ON THE JOB: Apprentice fitter Isaac Eadie, 19, works on some of the machinery at the Pulgul Creek Water Treatment Plant. The council will hire another 11 apprentices and trainees like Isaac to staff numerous positions across their workforce.
ON THE JOB: Apprentice fitter Isaac Eadie, 19, works on some of the machinery at the Pulgul Creek Water Treatment Plant. The council will hire another 11 apprentices and trainees like Isaac to staff numerous positions across their workforce. Blake Antrobus

How these trainees are tackling region's unemployment rate

ELEVEN new apprentices and trainees will be hired by the council in a bid to tackle youth unemployment on the Fraser Coast.

The bold program aims to give workers like Isaac Eadie a better chance of finding long-term employment and developing the necessary skills to succeed in their craft.

Mr Eadie, a second-year mechanical fitting apprentice, has been putting his skills to work at the council's Pulgul Creek Water Treatment Plant, helping to maintain Hervey Bay's sewerage and water systems.

After becoming an apprentice last year, Mr Eadie has been grateful to have employment straight out of school.

"There's some great opportunities here and a lot of training is offered to us," Mr Eadie said.

"I struggled to find employment for a little while and tried a few apprenticeships around the Fraser Coast but sometimes it can be a bit hard to get in. "The council is certainly open to anyone."

Mr Eadie said he had learned an "enormous" amount of skills since he took up work with the council which had pushed him forward and helped with his personal development.

Tom Whiteoak, another apprentice electrician hired by the council, said it was a broad field of work to tackle through the program.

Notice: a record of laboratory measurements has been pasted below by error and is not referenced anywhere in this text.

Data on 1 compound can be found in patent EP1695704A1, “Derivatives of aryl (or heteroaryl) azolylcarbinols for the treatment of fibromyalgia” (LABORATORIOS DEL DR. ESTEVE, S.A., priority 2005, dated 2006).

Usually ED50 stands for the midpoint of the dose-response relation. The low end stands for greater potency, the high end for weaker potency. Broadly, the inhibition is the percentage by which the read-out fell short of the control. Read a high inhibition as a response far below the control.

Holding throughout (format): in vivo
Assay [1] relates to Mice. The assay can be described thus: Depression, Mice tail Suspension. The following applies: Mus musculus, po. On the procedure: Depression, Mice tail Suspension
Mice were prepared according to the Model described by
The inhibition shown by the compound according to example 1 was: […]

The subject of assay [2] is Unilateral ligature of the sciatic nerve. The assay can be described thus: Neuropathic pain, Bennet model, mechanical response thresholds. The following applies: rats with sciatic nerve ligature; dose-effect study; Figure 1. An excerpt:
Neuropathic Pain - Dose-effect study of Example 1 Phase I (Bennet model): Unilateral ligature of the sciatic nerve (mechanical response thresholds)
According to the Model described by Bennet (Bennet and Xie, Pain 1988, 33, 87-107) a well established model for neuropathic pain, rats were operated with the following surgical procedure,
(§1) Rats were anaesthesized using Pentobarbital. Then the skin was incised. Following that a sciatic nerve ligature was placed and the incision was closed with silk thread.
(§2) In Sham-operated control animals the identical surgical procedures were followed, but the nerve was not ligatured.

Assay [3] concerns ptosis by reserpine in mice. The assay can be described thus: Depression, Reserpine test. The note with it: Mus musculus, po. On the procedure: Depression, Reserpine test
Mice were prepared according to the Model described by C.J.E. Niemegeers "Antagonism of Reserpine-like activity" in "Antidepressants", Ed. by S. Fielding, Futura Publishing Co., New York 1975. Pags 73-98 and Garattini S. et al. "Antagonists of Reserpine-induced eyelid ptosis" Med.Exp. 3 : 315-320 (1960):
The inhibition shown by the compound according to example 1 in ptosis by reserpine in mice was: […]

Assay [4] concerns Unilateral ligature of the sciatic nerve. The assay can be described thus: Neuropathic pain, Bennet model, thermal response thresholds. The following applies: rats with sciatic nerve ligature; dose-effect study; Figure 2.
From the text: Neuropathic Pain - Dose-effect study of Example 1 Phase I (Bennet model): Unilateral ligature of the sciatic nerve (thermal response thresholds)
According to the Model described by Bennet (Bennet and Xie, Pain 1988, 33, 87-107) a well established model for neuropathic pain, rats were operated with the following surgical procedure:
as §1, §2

"It's awesome, there's a very strong safety focus within the organisation," he told the Chronicle.

 

ON THE JOB: Apprentice Simon Czerwonka, Fraser Coast mayor George Seymour and apprentice Daniel Gossip at the treatment plant.
ON THE JOB: Apprentice Simon Czerwonka, Fraser Coast mayor George Seymour and apprentice Daniel Gossip at the treatment plant. Blake Antrobus

The program was funded through the LGAQ's First Start Program which has allowed the council to support 19 train-eeships and apprenticeships in the past two years.

Council CEO Ken Diehm said the new positions would take the total number to 30.

"There are many projects underway or in the pipeline which are creating a stable and growing economy and many of those would be a fantastic training ground for apprentices," Mr Diehm said.

"Of the 11 trainees and apprentices employed last year only one has left us and five have moved into full-time positions."

The new apprentices will be staffing a wide array of positions across the Fraser Coast once hired, with work ranging from Tiaro to Burrum Heads.

Fraser Coast mayor George Seymour said the positions would help tackle issues with youth unemployment.

"All levels of government understand this is a serious issue for our community," Cr Seymour said.

"11 new traineeships across the council will help people stay in the region... we want to ensure we're training people for careers in the future."

The apprenticeships will be released soon on the council's website at frasercoast.qld.gov. au/working-for-council.